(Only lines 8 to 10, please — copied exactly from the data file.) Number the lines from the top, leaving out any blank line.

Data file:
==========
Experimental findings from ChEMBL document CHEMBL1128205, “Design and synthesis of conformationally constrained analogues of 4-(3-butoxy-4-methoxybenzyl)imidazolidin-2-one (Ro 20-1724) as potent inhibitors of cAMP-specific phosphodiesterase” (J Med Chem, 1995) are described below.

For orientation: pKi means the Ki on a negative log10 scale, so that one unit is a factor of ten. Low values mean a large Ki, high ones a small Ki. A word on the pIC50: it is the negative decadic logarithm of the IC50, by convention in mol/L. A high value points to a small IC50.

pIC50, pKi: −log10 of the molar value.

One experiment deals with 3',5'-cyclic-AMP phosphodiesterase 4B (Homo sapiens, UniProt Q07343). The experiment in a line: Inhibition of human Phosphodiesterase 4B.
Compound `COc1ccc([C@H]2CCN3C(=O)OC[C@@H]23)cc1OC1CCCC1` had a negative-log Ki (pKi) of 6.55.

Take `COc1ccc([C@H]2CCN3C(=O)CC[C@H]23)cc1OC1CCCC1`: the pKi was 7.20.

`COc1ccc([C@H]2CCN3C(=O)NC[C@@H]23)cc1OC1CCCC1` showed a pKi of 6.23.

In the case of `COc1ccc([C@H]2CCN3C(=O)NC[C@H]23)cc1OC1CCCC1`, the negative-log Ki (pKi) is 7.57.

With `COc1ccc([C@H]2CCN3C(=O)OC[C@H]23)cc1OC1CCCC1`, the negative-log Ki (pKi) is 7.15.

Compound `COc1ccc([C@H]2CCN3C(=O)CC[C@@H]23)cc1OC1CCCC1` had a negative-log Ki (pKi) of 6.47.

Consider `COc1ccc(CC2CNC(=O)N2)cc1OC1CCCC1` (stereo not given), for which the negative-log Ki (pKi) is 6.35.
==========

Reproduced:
In the case of `COc1ccc([C@H]2CCN3C(=O)NC[C@H]23)cc1OC1CCCC1`, the negative-log Ki (pKi) is 7.57.

With `COc1ccc([C@H]2CCN3C(=O)OC[C@H]23)cc1OC1CCCC1`, the negative-log Ki (pKi) is 7.15.

Compound `COc1ccc([C@H]2CCN3C(=O)CC[C@@H]23)cc1OC1CCCC1` had a negative-log Ki (pKi) of 6.47.